### Plots

We can plot return vs global steps to see the performance of our agent. In `Cartpole-v1`

, the environment gives a reward of +1 for every time step the pole stays up, and since the maximum number of steps is 500, the maximum possible return is also 500.

```
steps = range(0, num_iterations + 1, eval_interval)
plt.plot(steps, returns)
plt.ylabel('Average Return')
plt.xlabel('Step')
plt.ylim(top=550)
```

(56.79499969482422, 550.0)

### Videos

It is helpful to visualize the performance of an agent by rendering the environment at each step. Before we do that, let us first create a function to embed videos in this colab.

```
def embed_mp4(filename):
"""Embeds an mp4 file in the notebook."""
video = open(filename,'rb').read()
b64 = base64.b64encode(video)
tag = '''
<video width="640" height="480" controls>
<source src="data:video/mp4;base64,{0}" type="video/mp4">
Your browser does not support the video tag.
</video>'''.format(b64.decode())
return IPython.display.HTML(tag)
```

The following code visualizes the agent's policy for a few episodes:

```
num_episodes = 3
video_filename = 'imageio.mp4'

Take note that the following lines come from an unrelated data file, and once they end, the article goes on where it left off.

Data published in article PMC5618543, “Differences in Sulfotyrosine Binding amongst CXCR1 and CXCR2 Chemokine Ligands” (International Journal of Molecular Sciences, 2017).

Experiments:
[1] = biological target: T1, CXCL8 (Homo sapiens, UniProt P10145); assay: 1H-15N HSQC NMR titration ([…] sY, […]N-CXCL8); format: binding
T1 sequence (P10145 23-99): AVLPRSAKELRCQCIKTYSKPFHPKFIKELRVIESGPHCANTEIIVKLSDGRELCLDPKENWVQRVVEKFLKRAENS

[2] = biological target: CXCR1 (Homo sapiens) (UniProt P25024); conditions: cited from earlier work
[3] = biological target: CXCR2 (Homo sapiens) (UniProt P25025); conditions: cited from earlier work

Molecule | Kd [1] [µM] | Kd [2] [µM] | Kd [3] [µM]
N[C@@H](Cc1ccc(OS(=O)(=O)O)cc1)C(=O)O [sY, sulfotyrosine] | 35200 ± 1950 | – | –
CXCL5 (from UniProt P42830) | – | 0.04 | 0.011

with imageio.get_writer(video_filename, fps=60) as video:
for _ in range(num_episodes):
time_step = eval_env.reset()
video.append_data(eval_py_env.render())
while not time_step.is_last():
action_step = agent.policy.action(time_step)
time_step = eval_env.step(action_step.action)
video.append_data(eval_py_env.render())
embed_mp4(video_filename)
```

WARNING:root:IMAGEIO FFMPEG_WRITER WARNING: input image is not divisible by macro_block_size=16, resizing from (400, 600) to (400, 608) to ensure video compatibility with most codecs and players. To prevent resizing, make your input image divisible by the macro_block_size or set the macro_block_size to None (risking incompatibility). You may also see a FFMPEG warning concerning speedloss due to data not being aligned. /tmpfs/src/tf_docs_env/lib/python3.7/site-packages/imageio/plugins/ffmpeg.py:727: DeprecationWarning: tostring() is deprecated. Use tobytes() instead. self._proc.stdin.write(im.tostring()) [swscaler @ 0x560d6a15e3c0] Warning: data is not aligned! This can lead to a speed loss

C51 tends to do slightly better than DQN on CartPole-v1, but the difference between the two agents becomes more and more significant in increasingly complex environments. For example, on the full Atari 2600 benchmark, C51 demonstrates a mean score improvement of 126% over DQN after normalizing with respect to a random agent. Additional improvements can be gained by including n-step updates.

For a deeper dive into the C51 algorithm, see A Distributional Perspective on Reinforcement Learning (2017).